2. In my case, I have created a new (empty) repo on GitHub under my account so it looks like this: git remote add origin https://github.com/wellmadeoldfashioned/YT-single-server-arch-AWS.git

  5. Now, we can move on to telling git to “track” files. To track a specific file, we can do: git add [filename] OR to track everything in the current repo, you can do: git add . - it’s usually best to be explicit and add individual files and not track all files in a local directory.


    1. Let’s now add our terraform file; issue the following command to do that: git add main.tf

    2. At this point, the file or files you added in the previous step are now “staged” - all this means is you have told Git to “take a copy of these files as they are now and get ready to send the copies to a repo” (in this case, a remote repo: Github).


  6. Once the files are staged, we need to create a commit - think of it like a checkpoint in your development progress where you can add a short message describing the checkpoint.


    1. To stage a commit, we use git commit -m “[message_goes_here]” - it’s tradition that on the first commit, you use something like “initial commit,” but there are no rules dictating what goes into the message. Generally speaking, you want to be concise and descriptive. For example, if this was a commit that updated a variable name, we would say just that git commit -m “updated AMI variable to XYZ”


    2. Now issue: git commit -m “initial commit” - you should receive a few lines of feedback from Git that look like this:

  7. This is almost complete, but not quite yet. We have initialized Git, added a remote repo, instructed Git to track a specific file, and staged a commit to the remote repo, but we have not yet sent the commit to the remote repo.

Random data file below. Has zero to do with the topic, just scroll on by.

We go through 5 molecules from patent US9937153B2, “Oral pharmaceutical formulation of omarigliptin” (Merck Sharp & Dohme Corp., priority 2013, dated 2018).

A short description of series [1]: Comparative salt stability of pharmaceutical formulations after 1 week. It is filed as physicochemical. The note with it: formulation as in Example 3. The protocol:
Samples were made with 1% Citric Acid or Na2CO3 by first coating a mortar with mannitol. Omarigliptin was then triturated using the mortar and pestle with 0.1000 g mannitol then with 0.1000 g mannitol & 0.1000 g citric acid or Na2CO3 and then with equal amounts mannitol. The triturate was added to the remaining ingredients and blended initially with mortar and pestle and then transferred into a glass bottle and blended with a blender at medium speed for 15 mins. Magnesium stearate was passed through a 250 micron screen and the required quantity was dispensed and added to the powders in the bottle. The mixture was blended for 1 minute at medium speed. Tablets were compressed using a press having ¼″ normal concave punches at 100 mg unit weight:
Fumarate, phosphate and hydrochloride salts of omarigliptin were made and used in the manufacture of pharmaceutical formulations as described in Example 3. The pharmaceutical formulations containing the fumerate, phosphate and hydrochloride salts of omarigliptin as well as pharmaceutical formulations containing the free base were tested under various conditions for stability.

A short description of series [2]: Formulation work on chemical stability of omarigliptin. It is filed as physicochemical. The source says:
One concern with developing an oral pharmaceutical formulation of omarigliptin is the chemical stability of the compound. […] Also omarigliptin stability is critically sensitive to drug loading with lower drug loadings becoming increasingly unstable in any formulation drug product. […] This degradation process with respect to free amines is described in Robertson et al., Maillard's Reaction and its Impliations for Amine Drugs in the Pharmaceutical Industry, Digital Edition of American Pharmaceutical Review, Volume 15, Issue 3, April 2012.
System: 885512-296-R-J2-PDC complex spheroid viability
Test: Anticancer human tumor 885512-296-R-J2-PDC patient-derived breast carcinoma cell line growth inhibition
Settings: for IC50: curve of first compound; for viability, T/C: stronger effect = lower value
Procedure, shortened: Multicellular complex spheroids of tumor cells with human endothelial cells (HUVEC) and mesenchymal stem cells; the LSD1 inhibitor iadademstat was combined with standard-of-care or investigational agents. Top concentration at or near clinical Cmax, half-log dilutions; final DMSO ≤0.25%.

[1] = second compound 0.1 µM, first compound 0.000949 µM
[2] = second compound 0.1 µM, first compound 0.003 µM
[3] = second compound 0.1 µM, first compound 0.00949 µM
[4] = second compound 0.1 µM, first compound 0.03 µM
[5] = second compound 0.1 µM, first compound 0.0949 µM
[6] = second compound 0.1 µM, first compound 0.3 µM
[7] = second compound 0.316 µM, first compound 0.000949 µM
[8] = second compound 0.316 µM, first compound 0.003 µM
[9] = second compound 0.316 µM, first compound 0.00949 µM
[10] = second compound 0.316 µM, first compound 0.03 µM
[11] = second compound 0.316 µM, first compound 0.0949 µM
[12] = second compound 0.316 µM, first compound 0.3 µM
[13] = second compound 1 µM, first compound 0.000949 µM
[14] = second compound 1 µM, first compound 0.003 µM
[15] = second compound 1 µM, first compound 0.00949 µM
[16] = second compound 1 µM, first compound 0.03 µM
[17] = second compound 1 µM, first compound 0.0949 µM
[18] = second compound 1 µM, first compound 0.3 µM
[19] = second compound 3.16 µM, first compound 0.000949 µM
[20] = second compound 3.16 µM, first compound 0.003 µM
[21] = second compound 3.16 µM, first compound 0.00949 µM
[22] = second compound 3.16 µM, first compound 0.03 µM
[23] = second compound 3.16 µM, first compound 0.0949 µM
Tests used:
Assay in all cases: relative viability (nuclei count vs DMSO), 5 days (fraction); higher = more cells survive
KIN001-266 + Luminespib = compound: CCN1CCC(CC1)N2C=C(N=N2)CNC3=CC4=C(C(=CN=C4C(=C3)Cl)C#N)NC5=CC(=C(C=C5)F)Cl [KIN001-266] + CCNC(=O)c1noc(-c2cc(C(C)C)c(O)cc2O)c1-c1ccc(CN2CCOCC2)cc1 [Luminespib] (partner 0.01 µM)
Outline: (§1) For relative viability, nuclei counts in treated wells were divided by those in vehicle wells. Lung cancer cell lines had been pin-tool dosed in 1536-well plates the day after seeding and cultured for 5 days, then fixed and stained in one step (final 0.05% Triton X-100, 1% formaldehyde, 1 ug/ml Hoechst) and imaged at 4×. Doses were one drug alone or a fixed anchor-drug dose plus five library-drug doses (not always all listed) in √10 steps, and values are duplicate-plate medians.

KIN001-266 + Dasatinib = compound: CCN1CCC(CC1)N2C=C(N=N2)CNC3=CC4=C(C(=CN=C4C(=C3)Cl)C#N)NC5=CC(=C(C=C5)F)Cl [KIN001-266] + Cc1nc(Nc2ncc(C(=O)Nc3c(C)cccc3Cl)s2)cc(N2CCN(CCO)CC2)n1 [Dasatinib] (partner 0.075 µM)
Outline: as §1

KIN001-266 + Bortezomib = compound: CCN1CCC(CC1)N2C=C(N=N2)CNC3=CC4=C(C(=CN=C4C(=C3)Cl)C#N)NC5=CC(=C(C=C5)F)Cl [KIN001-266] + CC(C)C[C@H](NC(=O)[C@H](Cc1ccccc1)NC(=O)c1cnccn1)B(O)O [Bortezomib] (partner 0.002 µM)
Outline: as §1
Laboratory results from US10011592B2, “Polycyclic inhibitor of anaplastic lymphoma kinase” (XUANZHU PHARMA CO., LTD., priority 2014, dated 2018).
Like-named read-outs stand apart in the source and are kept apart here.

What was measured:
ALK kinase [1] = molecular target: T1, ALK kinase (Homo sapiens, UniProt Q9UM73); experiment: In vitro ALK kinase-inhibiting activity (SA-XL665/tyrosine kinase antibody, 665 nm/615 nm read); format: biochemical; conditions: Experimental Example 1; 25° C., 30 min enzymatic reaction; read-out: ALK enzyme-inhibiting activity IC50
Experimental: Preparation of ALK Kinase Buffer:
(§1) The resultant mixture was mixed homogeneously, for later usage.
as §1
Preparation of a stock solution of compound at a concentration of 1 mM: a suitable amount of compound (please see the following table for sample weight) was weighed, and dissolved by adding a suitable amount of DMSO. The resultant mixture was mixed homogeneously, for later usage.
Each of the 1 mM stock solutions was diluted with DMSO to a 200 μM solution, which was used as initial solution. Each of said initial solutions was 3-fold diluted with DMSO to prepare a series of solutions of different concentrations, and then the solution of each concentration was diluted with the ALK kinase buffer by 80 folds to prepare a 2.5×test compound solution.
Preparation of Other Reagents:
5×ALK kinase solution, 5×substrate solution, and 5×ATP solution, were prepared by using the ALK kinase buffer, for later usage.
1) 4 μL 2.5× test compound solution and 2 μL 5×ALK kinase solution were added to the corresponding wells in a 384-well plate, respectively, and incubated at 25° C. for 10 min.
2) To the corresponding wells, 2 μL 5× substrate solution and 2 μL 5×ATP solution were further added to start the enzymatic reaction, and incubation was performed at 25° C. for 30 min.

1. To send the commit (your "checkpoint” we created above using the Git commit command), you need to issue git push [remote-repo-name] [local-branch-name]


    2. To figure out the remote repo name, we need to look back at step 4 to see what we named it, in this case, “origin.” To figure out the local branch name, you can either issue git branch, OR if you didn’t change it from its default setting, it will be “master” for the master branch.

    3. As you can see, we are indeed working on the master branch locally. So, to push the code to Github, we need to issue: git push origin master

  8. Checking on the GitHub side, we can see the commit I just sent.

    As well as the actual commit changes:


Hopefully, this helps get you started with Git and GitHub. In this working demo, there were some shortcuts taken for the sake of simplicity (like not creating a new branch to preserve the master branch, not merging changes, forking, etc.), but this knowledge is the foundation for learning those things.


Once you have comfortability established using Git in this fashion, you should move on to working on different branches, understanding what the “HEAD” is and how to manipulate it, forking repos, merging changes, etc…